Local Palestinian justice group planning Nakba Day standout

  • During one of her 17 trips to Palestine, Sherrill Hogen saw a group of Palestinians holding a demonstration. CONTRIBUTED PHOTO/SHERRILL HOGEN

  • A Palestinian home destroyed by Israeli bulldozers. CONTRIBUTED PHOTO/SHERRILL HOGEN

  • Israeli soldiers seen through a gate in Palestine. CONTRIBUTED PHOTO/SHERRILL HOGEN

Staff Writer
Published: 5/12/2022 4:51:18 PM

GREENFIELD — People committed to Palestinian liberation plan to hold a demonstration on the Greenfield Common this Saturday to mark Nakba Day, commemorating the displacement of a majority of its people starting in 1948.

Charlemont resident Sherrill Hogen, with Kairos/Franklin County Justice for Palestine, said the event will be held from 11 a.m. to noon to call attention to the dire situation in the sovereign state.

“This is an opportunity to raise the voice of Palestine,” Hogen said. “(Nakba Day) is a major event each year in Palestine. … As we recognize the date and its importance, we can bring the issue of what has happened to Palestine into public awareness.”

The termination of British responsibility for the administration of Palestine created the state of Israel in its place on May 14, 1948, and Nakba Day (or Catastrophe Day) is typically commemorated every May 15. Zionism is a political movement, generally considered to have been founded by Theodor Herzl in 1897, that supports a Jewish homeland. This ideology received a huge endorsement in 1917 in the form of the Balfour Declaration, a public statement issued by the British government announcing support for establishing a “national home for the Jewish people.”

Advocates of Zionism view it as a return of a people, long known to be alienated and persecuted around the world, to its ancestral homeland. Hogen has previously written in the Greenfield Recorder that Jews lived on the land, before and during the Roman Empire and throughout the rule of Islam from 637 until the end of World War I in 1917.

Hogen took up the Palestinian cause after visiting the state for two weeks in 2002 to investigate what she described as horrible stories she heard.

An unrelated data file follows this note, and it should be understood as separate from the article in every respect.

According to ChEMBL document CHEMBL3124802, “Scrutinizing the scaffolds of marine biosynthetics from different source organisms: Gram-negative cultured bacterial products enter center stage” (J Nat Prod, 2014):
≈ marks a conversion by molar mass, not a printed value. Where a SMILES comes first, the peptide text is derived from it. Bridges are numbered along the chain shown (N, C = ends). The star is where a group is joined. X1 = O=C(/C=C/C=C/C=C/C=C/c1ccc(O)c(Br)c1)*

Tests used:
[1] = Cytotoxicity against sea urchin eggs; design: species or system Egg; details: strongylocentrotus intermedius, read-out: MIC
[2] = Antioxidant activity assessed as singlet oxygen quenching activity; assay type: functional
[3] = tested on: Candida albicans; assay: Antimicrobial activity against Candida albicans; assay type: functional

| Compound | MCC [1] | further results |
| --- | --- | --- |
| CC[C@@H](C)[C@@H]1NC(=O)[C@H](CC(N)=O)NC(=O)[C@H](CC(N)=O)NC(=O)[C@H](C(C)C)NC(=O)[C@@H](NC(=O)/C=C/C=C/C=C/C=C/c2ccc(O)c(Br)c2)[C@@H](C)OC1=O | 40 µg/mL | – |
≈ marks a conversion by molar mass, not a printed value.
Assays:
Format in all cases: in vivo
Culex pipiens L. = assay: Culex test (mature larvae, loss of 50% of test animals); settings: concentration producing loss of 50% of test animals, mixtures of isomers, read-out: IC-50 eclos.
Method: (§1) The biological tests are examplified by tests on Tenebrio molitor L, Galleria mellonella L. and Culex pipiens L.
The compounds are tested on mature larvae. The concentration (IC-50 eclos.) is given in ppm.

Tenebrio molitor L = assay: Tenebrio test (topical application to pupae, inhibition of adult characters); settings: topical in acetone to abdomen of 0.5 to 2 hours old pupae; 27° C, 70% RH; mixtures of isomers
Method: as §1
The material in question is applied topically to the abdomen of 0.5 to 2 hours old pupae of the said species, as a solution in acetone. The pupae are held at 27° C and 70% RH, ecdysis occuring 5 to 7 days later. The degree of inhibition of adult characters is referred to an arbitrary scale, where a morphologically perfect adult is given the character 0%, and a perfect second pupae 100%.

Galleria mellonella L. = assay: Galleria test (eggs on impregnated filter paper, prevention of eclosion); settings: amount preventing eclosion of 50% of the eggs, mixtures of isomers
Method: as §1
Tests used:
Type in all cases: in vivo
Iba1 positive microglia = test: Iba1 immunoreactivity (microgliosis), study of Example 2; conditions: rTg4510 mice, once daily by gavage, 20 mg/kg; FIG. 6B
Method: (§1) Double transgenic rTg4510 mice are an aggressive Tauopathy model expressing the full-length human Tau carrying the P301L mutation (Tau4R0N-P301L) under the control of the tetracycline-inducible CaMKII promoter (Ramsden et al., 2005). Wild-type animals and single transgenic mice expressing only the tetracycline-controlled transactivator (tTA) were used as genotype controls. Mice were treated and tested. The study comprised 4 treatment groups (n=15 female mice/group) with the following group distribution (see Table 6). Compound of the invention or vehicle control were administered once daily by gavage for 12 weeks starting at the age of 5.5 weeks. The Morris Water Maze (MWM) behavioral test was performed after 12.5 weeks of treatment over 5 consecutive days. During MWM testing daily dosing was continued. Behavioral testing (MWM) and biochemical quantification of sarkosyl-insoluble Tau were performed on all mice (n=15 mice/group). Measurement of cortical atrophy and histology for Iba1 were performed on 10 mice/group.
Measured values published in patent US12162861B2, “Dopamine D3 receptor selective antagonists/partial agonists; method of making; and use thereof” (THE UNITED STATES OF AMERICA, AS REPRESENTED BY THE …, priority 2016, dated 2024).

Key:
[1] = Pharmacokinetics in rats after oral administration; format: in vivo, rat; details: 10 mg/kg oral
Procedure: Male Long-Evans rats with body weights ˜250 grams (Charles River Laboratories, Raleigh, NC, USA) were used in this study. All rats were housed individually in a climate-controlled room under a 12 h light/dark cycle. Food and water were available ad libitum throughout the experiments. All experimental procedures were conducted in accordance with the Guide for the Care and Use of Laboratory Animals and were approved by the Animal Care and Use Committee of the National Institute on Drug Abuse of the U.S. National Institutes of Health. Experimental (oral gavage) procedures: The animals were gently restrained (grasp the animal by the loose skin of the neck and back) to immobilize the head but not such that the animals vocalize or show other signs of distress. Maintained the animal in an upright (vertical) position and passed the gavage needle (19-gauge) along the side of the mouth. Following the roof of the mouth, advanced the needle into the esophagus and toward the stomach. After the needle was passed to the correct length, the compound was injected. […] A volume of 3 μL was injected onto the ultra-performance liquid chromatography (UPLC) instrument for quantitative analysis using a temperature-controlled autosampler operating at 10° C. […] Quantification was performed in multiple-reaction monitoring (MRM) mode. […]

“I found that that was truly what was happening. I saw the remains of demolished homes,” she recalled. “I met with and lived with families that were under similar threats … from the state (of Israel) and I could see the result was homelessness.”

Hogen said she has returned to Palestine 16 times.

She said the Israeli military punishes an entire Palestinian family for the actions of one member. She added that collective punishment is forbidden by international law.

This issue is one of the most hotly debated in the world, with tensions high on both sides for decades. Many critical of Israel or its actions are portrayed as antisemitic, or prejudiced against Jewish people. While Hogen said she is not antisemitic, or even anti-Israel, she said she is “anti-a situation of injustice.”

Hogen also said a two-state solution is not as viable an option as many seem to believe because Israel has settled inside the West Bank, East Jerusalem and Gaza — what would have been the state of Palestine.

“We don’t have a problem with Jews,” Hogen said. “We have a problem with military occupation.”

She said a big help would be for the United States to stop funding Israel the way it does. According to the BBC, the United States gave $3.8 billion in aid to Israel in 2020, and nearly all this was for military assistance.

Violence between Israeli troops and Palestinians has surged recently. Two Palestinians were shot dead and another was wounded in separate incidents in the West Bank and East Jerusalem on Sunday, hours after the arrest of two Palestinians suspected of axing three Israelis to death. Also, a series of anti-Israeli attacks and bloody violence has left dozens dead since late March, and Palestinian-American journalist Shireen Abu Akleh was shot and killed by an Israel Defense Forces sniper on Wednesday while reporting on IDF raids.

Kairos/Franklin County Justice for Palestine also plans to host a screening of the documentary film “Stitching Palestine” in the sanctuary of All Souls Church at 399 Main St. at 7 p.m. on June 2.

Reach Domenic Poli at: dpoli@recorder.com or 413-772-0261, ext. 262.


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